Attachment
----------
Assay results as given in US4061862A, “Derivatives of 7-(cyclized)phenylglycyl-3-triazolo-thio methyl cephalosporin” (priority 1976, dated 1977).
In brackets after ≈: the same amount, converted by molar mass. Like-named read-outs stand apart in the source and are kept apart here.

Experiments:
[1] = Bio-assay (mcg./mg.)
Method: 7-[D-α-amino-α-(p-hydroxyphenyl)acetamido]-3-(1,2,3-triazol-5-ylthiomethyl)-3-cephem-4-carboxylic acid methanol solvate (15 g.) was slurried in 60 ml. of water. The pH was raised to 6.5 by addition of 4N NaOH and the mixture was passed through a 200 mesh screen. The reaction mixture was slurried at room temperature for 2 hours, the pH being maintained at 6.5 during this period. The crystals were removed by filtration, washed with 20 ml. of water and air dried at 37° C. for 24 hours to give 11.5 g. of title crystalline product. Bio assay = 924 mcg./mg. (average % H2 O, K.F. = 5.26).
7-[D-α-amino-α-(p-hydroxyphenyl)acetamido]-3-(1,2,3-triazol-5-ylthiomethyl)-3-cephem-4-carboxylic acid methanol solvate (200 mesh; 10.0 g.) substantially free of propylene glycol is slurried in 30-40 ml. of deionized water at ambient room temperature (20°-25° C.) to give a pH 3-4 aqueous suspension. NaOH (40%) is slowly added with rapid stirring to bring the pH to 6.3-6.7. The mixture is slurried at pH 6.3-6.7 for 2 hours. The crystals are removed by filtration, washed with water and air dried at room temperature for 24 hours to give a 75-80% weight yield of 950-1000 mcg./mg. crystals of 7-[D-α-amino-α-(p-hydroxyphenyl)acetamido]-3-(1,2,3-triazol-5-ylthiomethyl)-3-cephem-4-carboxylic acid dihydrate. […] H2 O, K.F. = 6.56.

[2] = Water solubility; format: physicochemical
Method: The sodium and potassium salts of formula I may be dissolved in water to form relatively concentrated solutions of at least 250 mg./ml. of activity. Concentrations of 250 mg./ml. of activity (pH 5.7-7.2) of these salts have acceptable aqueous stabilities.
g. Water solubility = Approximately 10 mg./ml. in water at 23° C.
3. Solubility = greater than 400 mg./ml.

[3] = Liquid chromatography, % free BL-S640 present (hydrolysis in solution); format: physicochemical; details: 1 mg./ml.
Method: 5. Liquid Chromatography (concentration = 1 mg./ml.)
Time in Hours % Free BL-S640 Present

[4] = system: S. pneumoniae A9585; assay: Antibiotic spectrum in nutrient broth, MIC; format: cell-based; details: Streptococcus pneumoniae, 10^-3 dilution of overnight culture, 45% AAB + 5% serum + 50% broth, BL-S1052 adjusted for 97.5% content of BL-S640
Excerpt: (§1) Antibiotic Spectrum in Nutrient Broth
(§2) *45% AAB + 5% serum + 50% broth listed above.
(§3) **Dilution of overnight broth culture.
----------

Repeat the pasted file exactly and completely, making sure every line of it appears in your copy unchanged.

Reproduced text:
Assay results as given in US4061862A, “Derivatives of 7-(cyclized)phenylglycyl-3-triazolo-thio methyl cephalosporin” (priority 1976, dated 1977).
In brackets after ≈: the same amount, converted by molar mass. Like-named read-outs stand apart in the source and are kept apart here.

Experiments:
[1] = Bio-assay (mcg./mg.)
Method: 7-[D-α-amino-α-(p-hydroxyphenyl)acetamido]-3-(1,2,3-triazol-5-ylthiomethyl)-3-cephem-4-carboxylic acid methanol solvate (15 g.) was slurried in 60 ml. of water. The pH was raised to 6.5 by addition of 4N NaOH and the mixture was passed through a 200 mesh screen. The reaction mixture was slurried at room temperature for 2 hours, the pH being maintained at 6.5 during this period. The crystals were removed by filtration, washed with 20 ml. of water and air dried at 37° C. for 24 hours to give 11.5 g. of title crystalline product. Bio assay = 924 mcg./mg. (average % H2 O, K.F. = 5.26).
7-[D-α-amino-α-(p-hydroxyphenyl)acetamido]-3-(1,2,3-triazol-5-ylthiomethyl)-3-cephem-4-carboxylic acid methanol solvate (200 mesh; 10.0 g.) substantially free of propylene glycol is slurried in 30-40 ml. of deionized water at ambient room temperature (20°-25° C.) to give a pH 3-4 aqueous suspension. NaOH (40%) is slowly added with rapid stirring to bring the pH to 6.3-6.7. The mixture is slurried at pH 6.3-6.7 for 2 hours. The crystals are removed by filtration, washed with water and air dried at room temperature for 24 hours to give a 75-80% weight yield of 950-1000 mcg./mg. crystals of 7-[D-α-amino-α-(p-hydroxyphenyl)acetamido]-3-(1,2,3-triazol-5-ylthiomethyl)-3-cephem-4-carboxylic acid dihydrate. […] H2 O, K.F. = 6.56.

[2] = Water solubility; format: physicochemical
Method: The sodium and potassium salts of formula I may be dissolved in water to form relatively concentrated solutions of at least 250 mg./ml. of activity. Concentrations of 250 mg./ml. of activity (pH 5.7-7.2) of these salts have acceptable aqueous stabilities.
g. Water solubility = Approximately 10 mg./ml. in water at 23° C.
3. Solubility = greater than 400 mg./ml.

[3] = Liquid chromatography, % free BL-S640 present (hydrolysis in solution); format: physicochemical; details: 1 mg./ml.
Method: 5. Liquid Chromatography (concentration = 1 mg./ml.)
Time in Hours % Free BL-S640 Present

[4] = system: S. pneumoniae A9585; assay: Antibiotic spectrum in nutrient broth, MIC; format: cell-based; details: Streptococcus pneumoniae, 10^-3 dilution of overnight culture, 45% AAB + 5% serum + 50% broth, BL-S1052 adjusted for 97.5% content of BL-S640
Excerpt: (§1) Antibiotic Spectrum in Nutrient Broth
(§2) *45% AAB + 5% serum + 50% broth listed above.
(§3) **Dilution of overnight broth culture.